yogurt

This week’s breakfast offerings include homemade yogurt eaten with a spoonful of Plum-Cardamom Jam. Effing tasty. And who knew that homemade yogurt could be so simple to make? You, the human, provide the temperature control, and live yogurt cultures do the rest.

The procedure involves heating three cups of milk to 180 degrees, pouring the hot milk into a storage container, cooling to 110 degrees, then stirring in 2 generous teaspoons of live culture yogurt (I used Nancy’s). The trick is to maintain the mixture right around 110 degrees for the next 10 hours, without touching or jostling the container. Of course, you can buy machines specifically built just to make yogurt — just like you can buy actual yogurt — but I was looking to be a bit more resourceful than that.

I considered using the ‘warm’ setting on the slow cooker, but even that seemed adapted to cook live bacteria. So I went old school and put the container of hot milk in our old 1 gallon Igloo cooler, packed in tightly with two bottles of near-boiling water and a few clean kitchen towels, and left it alone for the day. Voila. The cultures firmed up the milk enough to call it yogurt, though it finished a bit runnier than store-bought, good for breakfast eating or smoothies. With some practice and perhaps a bit more attention to even heat I’m guessing a person could make yogurt firm enough for yogurt cheese.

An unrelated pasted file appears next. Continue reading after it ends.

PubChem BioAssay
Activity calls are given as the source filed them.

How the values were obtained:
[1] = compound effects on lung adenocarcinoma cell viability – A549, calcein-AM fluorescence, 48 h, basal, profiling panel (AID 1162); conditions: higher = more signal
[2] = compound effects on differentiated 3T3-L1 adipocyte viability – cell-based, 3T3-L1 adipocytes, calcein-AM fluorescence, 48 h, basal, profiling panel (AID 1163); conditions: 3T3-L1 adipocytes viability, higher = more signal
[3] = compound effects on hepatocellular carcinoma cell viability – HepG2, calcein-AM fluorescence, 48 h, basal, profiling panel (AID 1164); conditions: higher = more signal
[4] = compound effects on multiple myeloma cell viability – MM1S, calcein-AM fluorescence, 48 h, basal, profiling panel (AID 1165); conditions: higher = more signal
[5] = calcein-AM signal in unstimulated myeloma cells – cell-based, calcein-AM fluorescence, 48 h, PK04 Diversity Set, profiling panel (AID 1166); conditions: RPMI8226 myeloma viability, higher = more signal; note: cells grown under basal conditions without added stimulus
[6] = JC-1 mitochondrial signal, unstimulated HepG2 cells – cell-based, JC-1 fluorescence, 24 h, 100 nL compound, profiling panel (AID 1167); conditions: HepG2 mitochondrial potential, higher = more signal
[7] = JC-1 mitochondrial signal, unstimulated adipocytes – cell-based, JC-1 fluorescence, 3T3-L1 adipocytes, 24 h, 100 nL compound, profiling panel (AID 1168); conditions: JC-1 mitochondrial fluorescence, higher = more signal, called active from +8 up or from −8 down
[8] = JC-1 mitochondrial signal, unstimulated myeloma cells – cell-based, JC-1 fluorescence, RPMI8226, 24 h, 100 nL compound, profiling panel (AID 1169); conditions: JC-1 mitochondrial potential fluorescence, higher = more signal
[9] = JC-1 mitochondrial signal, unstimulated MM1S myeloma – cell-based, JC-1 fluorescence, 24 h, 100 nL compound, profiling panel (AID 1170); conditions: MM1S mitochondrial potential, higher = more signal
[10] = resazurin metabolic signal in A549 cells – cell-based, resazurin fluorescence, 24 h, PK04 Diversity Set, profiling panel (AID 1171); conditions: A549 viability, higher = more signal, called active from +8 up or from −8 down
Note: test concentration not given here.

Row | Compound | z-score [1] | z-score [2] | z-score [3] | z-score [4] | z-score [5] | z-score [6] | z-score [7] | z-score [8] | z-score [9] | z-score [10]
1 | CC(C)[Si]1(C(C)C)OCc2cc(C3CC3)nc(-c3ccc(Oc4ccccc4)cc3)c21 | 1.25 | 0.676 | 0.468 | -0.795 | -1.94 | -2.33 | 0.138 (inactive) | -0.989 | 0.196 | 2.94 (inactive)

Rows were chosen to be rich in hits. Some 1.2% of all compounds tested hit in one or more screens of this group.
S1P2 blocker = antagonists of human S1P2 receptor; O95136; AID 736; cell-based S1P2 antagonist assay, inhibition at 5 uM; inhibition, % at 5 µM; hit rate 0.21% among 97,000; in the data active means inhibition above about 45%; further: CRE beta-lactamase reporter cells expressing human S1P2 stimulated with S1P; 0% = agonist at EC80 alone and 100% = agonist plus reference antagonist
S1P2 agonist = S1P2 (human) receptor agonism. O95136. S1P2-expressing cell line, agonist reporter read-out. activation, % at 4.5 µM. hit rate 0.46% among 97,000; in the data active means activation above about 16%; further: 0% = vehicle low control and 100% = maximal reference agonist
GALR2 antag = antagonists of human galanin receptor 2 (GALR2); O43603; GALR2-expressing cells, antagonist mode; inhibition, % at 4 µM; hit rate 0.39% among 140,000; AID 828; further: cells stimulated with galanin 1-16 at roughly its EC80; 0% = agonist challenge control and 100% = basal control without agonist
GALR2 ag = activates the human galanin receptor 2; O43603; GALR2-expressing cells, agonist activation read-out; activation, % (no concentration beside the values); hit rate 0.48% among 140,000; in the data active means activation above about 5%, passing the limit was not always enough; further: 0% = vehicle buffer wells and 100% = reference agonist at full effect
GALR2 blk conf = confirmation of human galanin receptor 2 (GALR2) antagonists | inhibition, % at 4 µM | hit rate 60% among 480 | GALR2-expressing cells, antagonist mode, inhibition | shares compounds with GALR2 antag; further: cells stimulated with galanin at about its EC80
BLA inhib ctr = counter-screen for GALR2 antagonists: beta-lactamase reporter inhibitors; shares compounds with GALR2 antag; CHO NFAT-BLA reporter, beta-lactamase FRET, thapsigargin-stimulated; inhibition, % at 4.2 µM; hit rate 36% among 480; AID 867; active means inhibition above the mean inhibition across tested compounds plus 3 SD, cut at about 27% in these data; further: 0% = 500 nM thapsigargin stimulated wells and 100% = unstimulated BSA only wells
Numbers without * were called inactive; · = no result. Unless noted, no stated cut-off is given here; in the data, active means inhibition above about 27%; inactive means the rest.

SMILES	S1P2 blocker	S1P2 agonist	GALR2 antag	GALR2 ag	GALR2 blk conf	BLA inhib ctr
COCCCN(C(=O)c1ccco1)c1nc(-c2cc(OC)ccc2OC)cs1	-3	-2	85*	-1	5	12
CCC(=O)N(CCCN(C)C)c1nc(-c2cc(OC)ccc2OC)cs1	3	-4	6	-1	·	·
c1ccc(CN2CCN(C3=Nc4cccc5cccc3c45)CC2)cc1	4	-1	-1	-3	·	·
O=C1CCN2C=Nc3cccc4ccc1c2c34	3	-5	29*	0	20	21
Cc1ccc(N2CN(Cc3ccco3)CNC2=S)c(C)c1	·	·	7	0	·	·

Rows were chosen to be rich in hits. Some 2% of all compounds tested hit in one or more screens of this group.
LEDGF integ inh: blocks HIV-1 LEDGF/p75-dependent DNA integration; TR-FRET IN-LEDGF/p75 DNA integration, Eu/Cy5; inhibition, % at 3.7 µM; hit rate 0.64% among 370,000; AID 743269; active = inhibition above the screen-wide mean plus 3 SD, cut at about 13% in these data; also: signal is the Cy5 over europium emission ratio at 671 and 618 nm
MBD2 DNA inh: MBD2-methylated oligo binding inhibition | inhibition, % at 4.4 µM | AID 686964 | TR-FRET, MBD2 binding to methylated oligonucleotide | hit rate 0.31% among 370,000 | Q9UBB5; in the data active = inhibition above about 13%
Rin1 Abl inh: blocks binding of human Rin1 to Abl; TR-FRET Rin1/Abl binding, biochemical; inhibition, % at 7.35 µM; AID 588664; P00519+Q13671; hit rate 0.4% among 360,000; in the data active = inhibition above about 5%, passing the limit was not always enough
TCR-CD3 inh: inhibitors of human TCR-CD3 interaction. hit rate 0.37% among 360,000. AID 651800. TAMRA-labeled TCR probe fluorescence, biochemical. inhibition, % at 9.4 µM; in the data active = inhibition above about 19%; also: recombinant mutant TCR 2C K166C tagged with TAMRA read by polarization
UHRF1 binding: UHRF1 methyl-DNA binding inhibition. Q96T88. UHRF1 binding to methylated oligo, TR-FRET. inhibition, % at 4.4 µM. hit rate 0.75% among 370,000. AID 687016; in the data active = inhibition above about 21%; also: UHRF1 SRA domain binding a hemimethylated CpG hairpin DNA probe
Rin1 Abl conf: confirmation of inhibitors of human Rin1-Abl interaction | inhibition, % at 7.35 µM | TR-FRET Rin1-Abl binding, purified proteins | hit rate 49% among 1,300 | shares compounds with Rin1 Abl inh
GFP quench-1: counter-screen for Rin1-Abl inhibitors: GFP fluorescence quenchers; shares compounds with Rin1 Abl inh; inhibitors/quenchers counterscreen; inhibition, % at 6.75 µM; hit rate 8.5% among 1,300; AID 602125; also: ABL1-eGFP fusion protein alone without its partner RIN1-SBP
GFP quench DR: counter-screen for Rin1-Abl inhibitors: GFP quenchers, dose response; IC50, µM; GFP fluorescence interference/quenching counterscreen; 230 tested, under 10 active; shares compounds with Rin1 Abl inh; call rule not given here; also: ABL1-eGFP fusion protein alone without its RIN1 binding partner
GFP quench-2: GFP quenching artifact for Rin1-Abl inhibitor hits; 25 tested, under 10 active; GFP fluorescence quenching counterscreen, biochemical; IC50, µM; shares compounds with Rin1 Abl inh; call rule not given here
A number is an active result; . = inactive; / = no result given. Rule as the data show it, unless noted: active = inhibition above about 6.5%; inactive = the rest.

Adapted loosely from Sandor Katz, whose buttermilk recipe looks even simpler, if you can locate live buttermilk cultures.

UPDATE: A second batch left to ferment overnight by mistake produced noticeably firmer yogurt. For the third and subsequent batches, I packed the cooler with Styrofoam peanuts instead towels, which helped hold in heat; there was still a feeling of warmth upon opening the cooler twelve hours later. These were the best batches of all.

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